[Bards] Writing Poetry (Long)

TheSpatlord at aol.com TheSpatlord at aol.com
Wed May 28 21:54:26 PDT 2003


  Interesting timing for this particular subject.
I have long been a storyteller, and I always strived for the seannachie
image, the historic irish historian and keeper of the tales. But to be filidh, the
poet-seer, the true bard of Ireland, the only one with a chance to become
ollamh filed, the master bard, was to breathe poetry. It's recorded in numerous
sources that these poets had to recite over 300 pieces before they could even
begin their careers, and show mastery of all the poetic forms. Me, I can do
   Granted, I don't have the twelve years of training nor the time to attend
the now non-existant bardic schools of early Ireland, but I am finally
tackling the forms.
Amergin's Invocation was my first target. The poem is the only one of it's
kind from that time and place, and at first is decievingly simple. A set number
of syllables per line (5 in the original) and the last word of each line
rhymes with the first word of the next line, or repeats it.
Simple, right?...::reaches for the whiskey::
More familiar to scholars of Irish poetics is dan direach, the strict verse
forms. No funnin' around here, no ornamentation that you might like, no, no.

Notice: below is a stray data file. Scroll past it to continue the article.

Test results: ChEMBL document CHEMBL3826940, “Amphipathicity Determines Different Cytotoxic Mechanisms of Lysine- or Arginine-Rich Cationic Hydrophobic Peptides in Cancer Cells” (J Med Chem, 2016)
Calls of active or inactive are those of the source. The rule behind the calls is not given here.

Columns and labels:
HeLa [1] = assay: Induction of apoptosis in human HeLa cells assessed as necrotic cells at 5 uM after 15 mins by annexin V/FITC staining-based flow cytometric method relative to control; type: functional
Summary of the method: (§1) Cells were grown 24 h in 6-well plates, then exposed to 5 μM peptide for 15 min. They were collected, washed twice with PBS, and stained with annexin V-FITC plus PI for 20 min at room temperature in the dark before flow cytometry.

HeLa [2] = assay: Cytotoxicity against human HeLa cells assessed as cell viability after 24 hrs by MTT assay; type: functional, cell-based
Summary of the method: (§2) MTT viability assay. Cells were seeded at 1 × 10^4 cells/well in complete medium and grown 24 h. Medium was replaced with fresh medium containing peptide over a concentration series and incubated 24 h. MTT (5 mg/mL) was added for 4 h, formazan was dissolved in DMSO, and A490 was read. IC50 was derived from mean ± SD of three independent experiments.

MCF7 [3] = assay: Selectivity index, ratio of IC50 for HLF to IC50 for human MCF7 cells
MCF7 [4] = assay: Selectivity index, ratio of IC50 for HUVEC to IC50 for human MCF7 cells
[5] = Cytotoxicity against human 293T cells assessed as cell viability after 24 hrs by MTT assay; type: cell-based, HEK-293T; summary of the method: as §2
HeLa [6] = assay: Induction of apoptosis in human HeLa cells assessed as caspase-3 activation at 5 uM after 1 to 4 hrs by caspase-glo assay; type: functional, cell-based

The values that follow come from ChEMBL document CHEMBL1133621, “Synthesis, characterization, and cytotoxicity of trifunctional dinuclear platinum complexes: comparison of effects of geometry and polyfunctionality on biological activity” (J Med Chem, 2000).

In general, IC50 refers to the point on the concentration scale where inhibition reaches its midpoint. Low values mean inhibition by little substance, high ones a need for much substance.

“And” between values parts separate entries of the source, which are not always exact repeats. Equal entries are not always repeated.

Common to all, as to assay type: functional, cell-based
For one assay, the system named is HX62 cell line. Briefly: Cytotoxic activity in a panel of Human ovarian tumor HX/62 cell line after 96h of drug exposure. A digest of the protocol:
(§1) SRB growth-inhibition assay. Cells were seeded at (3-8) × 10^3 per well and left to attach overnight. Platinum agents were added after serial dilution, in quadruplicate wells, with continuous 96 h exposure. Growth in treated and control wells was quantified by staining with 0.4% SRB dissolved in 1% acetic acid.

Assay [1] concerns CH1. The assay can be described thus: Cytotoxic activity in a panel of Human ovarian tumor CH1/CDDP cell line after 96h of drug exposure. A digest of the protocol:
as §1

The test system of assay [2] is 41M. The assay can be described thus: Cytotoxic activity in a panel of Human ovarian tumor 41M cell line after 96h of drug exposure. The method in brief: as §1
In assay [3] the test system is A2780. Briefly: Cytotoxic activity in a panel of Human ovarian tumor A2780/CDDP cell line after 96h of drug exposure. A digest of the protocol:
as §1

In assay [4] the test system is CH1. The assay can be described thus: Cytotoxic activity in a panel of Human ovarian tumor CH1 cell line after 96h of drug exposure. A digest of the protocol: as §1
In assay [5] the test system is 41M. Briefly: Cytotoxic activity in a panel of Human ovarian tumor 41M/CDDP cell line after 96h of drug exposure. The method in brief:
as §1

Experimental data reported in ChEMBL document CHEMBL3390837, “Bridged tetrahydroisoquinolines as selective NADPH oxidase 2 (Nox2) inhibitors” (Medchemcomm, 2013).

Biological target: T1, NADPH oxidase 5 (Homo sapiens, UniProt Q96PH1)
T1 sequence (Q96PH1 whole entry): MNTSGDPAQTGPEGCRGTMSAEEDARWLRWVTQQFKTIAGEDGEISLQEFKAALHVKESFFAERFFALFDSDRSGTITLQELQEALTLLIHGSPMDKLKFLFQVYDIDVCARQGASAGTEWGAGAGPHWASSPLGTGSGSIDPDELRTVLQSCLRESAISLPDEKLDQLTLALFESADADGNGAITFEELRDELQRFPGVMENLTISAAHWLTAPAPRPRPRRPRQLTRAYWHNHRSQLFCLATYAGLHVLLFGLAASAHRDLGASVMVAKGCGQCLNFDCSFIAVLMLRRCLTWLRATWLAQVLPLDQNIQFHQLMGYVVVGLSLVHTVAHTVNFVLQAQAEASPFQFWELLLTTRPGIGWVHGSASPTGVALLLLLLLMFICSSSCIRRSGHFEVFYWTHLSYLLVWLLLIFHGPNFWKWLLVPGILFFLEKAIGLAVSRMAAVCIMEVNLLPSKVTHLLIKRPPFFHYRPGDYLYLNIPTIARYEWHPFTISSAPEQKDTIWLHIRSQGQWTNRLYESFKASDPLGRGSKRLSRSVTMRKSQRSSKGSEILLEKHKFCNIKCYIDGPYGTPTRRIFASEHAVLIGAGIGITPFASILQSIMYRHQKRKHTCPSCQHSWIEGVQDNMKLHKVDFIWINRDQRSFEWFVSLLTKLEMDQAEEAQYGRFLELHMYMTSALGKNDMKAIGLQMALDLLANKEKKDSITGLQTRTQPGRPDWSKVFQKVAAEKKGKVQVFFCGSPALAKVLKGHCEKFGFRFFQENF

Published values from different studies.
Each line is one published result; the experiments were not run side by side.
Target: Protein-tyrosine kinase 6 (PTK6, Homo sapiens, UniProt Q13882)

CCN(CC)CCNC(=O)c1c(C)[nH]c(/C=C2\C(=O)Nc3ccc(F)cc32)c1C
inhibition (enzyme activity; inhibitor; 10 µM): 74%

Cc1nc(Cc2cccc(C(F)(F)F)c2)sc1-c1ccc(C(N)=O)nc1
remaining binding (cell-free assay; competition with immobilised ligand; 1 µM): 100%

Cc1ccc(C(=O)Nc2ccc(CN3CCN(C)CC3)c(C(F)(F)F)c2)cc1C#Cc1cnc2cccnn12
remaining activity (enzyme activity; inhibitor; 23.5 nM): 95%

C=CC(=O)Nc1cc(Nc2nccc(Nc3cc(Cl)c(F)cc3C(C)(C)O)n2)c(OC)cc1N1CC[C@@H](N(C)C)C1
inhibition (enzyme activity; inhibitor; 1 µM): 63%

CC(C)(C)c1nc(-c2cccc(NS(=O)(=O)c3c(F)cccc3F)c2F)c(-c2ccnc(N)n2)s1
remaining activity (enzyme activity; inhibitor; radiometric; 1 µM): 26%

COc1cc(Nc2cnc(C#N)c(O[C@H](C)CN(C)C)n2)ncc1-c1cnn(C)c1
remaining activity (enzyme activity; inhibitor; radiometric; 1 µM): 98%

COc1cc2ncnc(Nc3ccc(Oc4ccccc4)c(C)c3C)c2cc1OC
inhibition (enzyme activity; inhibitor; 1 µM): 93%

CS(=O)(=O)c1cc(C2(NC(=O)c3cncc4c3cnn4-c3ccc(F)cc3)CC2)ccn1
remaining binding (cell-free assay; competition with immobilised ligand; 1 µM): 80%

Try Casbairdne. This a quatrain of seven syllable lines. Lines 2 and 4
rhyme and lines 1 and 3 consonate. There are a minimum of two cross-rhymes in each
couplet, and the final syllable of line 4 alliterates with the preceeding
stressed word.
A 9 quatrain description of a king's retinue is written in this form.
Subject matter? I've got tons of ideas, all gleaned from my own villianous
imagination while reading the old tales. I can discover images that become whole
plotlines by reading a specific detail in a book of history.
 Yet, I have never been so intimidated as I am now. To try and communicate
the visuals and the emotions of a narrative in these near-disciplinarian
forms..::drinks again::...
Can anyone teach me how to eat fire or juggle? Puppetry, maybe?

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